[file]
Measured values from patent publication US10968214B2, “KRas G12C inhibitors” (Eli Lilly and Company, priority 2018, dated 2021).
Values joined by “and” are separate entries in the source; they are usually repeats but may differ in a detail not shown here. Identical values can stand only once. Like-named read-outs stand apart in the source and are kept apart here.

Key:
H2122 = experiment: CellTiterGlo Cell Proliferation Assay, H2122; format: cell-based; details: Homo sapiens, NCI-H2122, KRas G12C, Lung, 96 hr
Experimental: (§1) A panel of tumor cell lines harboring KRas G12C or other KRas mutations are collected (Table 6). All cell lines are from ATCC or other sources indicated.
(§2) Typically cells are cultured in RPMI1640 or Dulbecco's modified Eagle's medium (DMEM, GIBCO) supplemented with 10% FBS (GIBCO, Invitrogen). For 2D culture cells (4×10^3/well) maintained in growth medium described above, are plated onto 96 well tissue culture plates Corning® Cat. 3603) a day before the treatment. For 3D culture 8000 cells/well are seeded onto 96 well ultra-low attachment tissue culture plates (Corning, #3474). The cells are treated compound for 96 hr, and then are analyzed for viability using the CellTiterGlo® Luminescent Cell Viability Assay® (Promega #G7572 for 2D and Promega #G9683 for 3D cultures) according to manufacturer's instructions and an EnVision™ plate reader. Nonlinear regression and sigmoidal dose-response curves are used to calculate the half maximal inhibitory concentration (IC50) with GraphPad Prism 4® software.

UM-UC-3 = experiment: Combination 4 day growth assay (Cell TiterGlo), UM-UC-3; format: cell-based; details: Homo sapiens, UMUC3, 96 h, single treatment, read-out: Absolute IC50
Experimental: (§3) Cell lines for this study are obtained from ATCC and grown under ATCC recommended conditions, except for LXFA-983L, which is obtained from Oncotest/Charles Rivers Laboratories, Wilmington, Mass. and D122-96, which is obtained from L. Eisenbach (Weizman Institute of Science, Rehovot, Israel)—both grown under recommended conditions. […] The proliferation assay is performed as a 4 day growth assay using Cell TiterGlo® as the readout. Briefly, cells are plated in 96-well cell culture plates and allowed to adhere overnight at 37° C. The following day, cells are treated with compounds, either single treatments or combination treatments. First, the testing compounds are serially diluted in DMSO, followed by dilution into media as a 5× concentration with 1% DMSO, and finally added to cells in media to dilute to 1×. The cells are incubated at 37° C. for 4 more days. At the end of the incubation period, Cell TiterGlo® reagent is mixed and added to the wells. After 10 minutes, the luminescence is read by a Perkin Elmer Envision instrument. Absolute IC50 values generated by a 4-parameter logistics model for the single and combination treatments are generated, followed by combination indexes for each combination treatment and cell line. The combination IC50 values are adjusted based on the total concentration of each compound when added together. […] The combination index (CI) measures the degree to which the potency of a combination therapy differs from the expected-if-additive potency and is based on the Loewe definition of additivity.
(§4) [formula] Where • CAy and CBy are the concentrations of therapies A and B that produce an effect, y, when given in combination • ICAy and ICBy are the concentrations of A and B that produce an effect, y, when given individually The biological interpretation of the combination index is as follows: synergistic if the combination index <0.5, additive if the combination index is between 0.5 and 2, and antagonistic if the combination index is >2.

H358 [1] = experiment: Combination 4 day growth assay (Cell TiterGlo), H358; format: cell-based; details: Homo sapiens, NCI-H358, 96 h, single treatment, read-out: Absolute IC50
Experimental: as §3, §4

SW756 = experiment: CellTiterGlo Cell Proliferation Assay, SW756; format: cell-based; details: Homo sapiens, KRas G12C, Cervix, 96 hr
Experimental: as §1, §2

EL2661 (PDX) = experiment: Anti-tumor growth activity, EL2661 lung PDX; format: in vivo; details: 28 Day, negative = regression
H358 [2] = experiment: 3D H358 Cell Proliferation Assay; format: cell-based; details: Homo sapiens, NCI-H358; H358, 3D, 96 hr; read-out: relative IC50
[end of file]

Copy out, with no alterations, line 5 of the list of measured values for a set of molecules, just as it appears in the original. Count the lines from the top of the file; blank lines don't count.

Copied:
Experimental: (§1) A panel of tumor cell lines harboring KRas G12C or other KRas mutations are collected (Table 6). All cell lines are from ATCC or other sources indicated.